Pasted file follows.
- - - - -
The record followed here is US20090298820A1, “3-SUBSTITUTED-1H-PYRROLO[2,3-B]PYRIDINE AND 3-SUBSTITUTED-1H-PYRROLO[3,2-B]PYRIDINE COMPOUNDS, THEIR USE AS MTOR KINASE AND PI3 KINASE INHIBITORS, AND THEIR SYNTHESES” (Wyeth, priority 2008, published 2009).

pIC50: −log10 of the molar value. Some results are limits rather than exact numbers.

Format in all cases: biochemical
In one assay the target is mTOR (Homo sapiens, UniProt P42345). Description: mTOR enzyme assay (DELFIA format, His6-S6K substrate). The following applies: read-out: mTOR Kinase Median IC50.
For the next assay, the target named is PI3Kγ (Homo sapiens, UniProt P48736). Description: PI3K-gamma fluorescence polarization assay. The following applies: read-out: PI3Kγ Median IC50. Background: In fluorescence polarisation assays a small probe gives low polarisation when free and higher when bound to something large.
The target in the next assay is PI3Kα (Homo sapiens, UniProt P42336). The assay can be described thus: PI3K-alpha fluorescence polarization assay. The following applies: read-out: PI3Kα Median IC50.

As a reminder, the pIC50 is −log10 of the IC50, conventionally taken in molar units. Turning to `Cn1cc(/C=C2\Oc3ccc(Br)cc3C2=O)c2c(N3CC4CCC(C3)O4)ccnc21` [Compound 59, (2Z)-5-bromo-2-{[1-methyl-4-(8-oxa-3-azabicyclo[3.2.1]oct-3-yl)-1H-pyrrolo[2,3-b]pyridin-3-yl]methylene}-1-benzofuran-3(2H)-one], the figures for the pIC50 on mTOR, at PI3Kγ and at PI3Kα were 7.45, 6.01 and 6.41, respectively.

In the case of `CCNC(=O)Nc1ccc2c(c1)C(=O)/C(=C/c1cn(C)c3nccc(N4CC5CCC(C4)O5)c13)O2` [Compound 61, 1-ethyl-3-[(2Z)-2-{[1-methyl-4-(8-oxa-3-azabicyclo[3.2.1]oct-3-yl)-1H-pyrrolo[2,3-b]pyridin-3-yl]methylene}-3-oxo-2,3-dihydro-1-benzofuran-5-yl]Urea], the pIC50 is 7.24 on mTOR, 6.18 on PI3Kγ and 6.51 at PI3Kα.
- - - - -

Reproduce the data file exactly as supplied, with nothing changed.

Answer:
The record followed here is US20090298820A1, “3-SUBSTITUTED-1H-PYRROLO[2,3-B]PYRIDINE AND 3-SUBSTITUTED-1H-PYRROLO[3,2-B]PYRIDINE COMPOUNDS, THEIR USE AS MTOR KINASE AND PI3 KINASE INHIBITORS, AND THEIR SYNTHESES” (Wyeth, priority 2008, published 2009).

pIC50: −log10 of the molar value. Some results are limits rather than exact numbers.

Format in all cases: biochemical
In one assay the target is mTOR (Homo sapiens, UniProt P42345). Description: mTOR enzyme assay (DELFIA format, His6-S6K substrate). The following applies: read-out: mTOR Kinase Median IC50.
For the next assay, the target named is PI3Kγ (Homo sapiens, UniProt P48736). Description: PI3K-gamma fluorescence polarization assay. The following applies: read-out: PI3Kγ Median IC50. Background: In fluorescence polarisation assays a small probe gives low polarisation when free and higher when bound to something large.
The target in the next assay is PI3Kα (Homo sapiens, UniProt P42336). The assay can be described thus: PI3K-alpha fluorescence polarization assay. The following applies: read-out: PI3Kα Median IC50.

As a reminder, the pIC50 is −log10 of the IC50, conventionally taken in molar units. Turning to `Cn1cc(/C=C2\Oc3ccc(Br)cc3C2=O)c2c(N3CC4CCC(C3)O4)ccnc21` [Compound 59, (2Z)-5-bromo-2-{[1-methyl-4-(8-oxa-3-azabicyclo[3.2.1]oct-3-yl)-1H-pyrrolo[2,3-b]pyridin-3-yl]methylene}-1-benzofuran-3(2H)-one], the figures for the pIC50 on mTOR, at PI3Kγ and at PI3Kα were 7.45, 6.01 and 6.41, respectively.

In the case of `CCNC(=O)Nc1ccc2c(c1)C(=O)/C(=C/c1cn(C)c3nccc(N4CC5CCC(C4)O5)c13)O2` [Compound 61, 1-ethyl-3-[(2Z)-2-{[1-methyl-4-(8-oxa-3-azabicyclo[3.2.1]oct-3-yl)-1H-pyrrolo[2,3-b]pyridin-3-yl]methylene}-3-oxo-2,3-dihydro-1-benzofuran-5-yl]Urea], the pIC50 is 7.24 on mTOR, 6.18 on PI3Kγ and 6.51 at PI3Kα.